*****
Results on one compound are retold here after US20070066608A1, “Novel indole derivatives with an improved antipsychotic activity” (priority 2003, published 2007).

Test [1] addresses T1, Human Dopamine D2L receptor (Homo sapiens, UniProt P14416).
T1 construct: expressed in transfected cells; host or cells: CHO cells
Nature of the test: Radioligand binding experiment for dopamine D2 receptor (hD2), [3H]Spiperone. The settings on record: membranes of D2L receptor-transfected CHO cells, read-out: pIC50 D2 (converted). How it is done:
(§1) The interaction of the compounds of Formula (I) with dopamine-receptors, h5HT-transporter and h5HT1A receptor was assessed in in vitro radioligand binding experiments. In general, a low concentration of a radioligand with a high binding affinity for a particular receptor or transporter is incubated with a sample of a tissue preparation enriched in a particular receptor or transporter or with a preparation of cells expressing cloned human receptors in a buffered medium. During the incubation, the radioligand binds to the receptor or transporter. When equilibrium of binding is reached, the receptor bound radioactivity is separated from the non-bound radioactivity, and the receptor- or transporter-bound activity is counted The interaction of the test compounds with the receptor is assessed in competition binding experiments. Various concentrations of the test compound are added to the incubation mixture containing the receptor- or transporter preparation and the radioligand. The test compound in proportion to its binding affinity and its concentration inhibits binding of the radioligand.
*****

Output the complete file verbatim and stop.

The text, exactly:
Results on one compound are retold here after US20070066608A1, “Novel indole derivatives with an improved antipsychotic activity” (priority 2003, published 2007).

Test [1] addresses T1, Human Dopamine D2L receptor (Homo sapiens, UniProt P14416).
T1 construct: expressed in transfected cells; host or cells: CHO cells
Nature of the test: Radioligand binding experiment for dopamine D2 receptor (hD2), [3H]Spiperone. The settings on record: membranes of D2L receptor-transfected CHO cells, read-out: pIC50 D2 (converted). How it is done:
(§1) The interaction of the compounds of Formula (I) with dopamine-receptors, h5HT-transporter and h5HT1A receptor was assessed in in vitro radioligand binding experiments. In general, a low concentration of a radioligand with a high binding affinity for a particular receptor or transporter is incubated with a sample of a tissue preparation enriched in a particular receptor or transporter or with a preparation of cells expressing cloned human receptors in a buffered medium. During the incubation, the radioligand binds to the receptor or transporter. When equilibrium of binding is reached, the receptor bound radioactivity is separated from the non-bound radioactivity, and the receptor- or transporter-bound activity is counted The interaction of the test compounds with the receptor is assessed in competition binding experiments. Various concentrations of the test compound are added to the incubation mixture containing the receptor- or transporter preparation and the radioligand. The test compound in proportion to its binding affinity and its concentration inhibits binding of the radioligand.